4. Learn from others…
So why shouldn’t you? A good way to start is to grab one of your favorite tunes and to dissect this record. Analyze all of the important elements without overlooking the details. Heck, it would be best if you would try to create your own 100% identical remake of the track. It might take a lot of time to get it right, but it’s faster than trying to figure it all out on your own.
5. …but do not copy them
Yes, there’s a but in this story. Although trying to understand what works and what makes a certain sound so successful is high on the things-you-should-do list, you shouldn’t just outright copy sounds or entire tracks. Sure, it might sound fantastic if you mimic what they do, but it will also come across as old news. And old news is no news.
Record labels, DJs, playlist curators, you name it. They are all looking for something avant-garde and fresh instead. You might catch a lucky break once or twice, but being a human photocopier is not a strong foundation to build a career on. Instead, bring your own ideas, preferences, and style into the mix. There’s nothing more interesting and exciting than something that has never been done before.
6. Strike a balance in your mix
Way too often, we encounter imbalanced songs. The vocal is too loud, the synths overpower the rest of the song, or the drums are so pumped up in volume that they make your head hurt. We want to impart that keeping an eye on the volume is essential. Not just because we value our ability to hear so much, but also because it is 90% of what mixing is about.
Let’s break away from dance music for a second and focus on orchestras and their concerts. Notice how their on-stage positioning (the traditional equivalent of panning), choice of instruments, and the volume and velocity in which they play defines the balance of the mix. There’s no frequency cutting, nor is there any real-time audio editing. This means that the mix of instruments must fill up the frequency spectrum without cancelling each other out or overpowering one another. The same principal can be applied to electronic music.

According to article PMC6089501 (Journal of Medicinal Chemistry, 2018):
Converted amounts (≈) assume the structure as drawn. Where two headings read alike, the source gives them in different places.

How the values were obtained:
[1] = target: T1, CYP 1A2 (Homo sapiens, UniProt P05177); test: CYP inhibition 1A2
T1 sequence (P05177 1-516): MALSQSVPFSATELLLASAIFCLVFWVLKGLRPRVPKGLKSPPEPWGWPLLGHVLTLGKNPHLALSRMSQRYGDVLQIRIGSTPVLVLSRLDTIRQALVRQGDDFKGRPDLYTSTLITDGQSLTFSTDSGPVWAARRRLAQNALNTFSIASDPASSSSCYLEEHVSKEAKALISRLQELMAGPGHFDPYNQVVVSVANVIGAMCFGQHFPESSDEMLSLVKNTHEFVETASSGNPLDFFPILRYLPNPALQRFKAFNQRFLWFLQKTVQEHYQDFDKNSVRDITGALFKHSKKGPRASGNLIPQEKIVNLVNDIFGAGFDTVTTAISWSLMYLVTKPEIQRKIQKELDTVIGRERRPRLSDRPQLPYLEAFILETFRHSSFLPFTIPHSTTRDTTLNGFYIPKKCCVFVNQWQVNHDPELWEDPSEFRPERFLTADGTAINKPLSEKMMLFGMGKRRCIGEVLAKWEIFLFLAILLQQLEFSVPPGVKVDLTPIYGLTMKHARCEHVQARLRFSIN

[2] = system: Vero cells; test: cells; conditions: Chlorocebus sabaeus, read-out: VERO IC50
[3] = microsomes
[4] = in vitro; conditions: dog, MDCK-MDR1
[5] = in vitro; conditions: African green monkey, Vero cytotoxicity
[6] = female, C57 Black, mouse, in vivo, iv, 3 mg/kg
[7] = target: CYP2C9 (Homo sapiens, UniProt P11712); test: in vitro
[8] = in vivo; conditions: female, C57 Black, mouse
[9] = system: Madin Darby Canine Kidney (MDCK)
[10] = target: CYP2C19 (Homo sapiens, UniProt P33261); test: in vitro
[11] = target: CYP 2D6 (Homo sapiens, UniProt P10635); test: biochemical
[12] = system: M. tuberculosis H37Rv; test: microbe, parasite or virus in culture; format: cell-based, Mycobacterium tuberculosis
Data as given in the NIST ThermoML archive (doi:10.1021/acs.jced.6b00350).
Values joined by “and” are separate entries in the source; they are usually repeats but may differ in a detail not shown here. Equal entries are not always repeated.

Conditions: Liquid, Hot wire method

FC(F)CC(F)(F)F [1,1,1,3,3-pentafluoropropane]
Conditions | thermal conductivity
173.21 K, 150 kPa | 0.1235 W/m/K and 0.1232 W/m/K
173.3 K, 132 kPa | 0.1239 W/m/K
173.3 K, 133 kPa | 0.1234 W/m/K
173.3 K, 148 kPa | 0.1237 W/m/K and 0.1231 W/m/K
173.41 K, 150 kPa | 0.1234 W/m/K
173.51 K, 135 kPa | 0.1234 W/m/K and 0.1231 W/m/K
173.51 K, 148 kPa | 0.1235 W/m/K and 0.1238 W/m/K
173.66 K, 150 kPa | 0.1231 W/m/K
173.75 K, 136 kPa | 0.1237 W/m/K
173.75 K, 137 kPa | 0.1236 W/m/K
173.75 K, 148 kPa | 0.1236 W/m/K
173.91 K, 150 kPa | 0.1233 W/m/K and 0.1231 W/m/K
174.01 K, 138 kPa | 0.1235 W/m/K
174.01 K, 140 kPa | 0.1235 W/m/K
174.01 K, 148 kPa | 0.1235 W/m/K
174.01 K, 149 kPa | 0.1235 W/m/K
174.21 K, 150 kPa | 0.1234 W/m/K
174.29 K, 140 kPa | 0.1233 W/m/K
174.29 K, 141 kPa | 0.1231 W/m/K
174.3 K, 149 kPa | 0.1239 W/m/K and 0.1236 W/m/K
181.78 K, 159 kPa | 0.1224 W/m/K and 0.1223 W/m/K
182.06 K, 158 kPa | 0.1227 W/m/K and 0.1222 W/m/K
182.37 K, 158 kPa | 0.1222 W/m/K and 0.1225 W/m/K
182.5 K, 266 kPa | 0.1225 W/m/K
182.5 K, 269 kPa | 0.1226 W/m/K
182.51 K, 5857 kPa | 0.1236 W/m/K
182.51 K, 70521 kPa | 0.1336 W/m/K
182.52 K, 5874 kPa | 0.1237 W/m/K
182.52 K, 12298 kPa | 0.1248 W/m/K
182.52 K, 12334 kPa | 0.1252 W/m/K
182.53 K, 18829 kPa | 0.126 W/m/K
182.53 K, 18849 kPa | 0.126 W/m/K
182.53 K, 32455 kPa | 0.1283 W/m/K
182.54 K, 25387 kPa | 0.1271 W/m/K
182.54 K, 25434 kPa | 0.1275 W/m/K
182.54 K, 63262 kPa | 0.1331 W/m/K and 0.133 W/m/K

The moral of the story is to choose your sounds wisely and to balance them volume-wise before anything else. To cut out or weaken certain frequencies is to make the sound lose a bit of its naturally appealing characteristics. Whether you like it or not, to edit a sound is to screw with it; it is best to refrain yourself from editing the things that do not necessarily need it. A certain sound doesn’t fit in your mix? Too bad, choose a different one that does. It makes mixing a whole lot easier if you do and your music will benefit from it.
7. Stand out from the common rabble
We (and most other labels out there) get a shitload of demo submissions on a daily basis. We listen to every single one, but unfortunately, this also means that we receive a lot of music that sounds similar. As mentioned before, that is not a good thing. Especially when you try to convince someone that your music is special and better than anyone else’s. Find your own sound, crush the boundaries and boxes that limit your creative output and come up with something fresh and distinctive. This will increase your chances of getting signed a lot.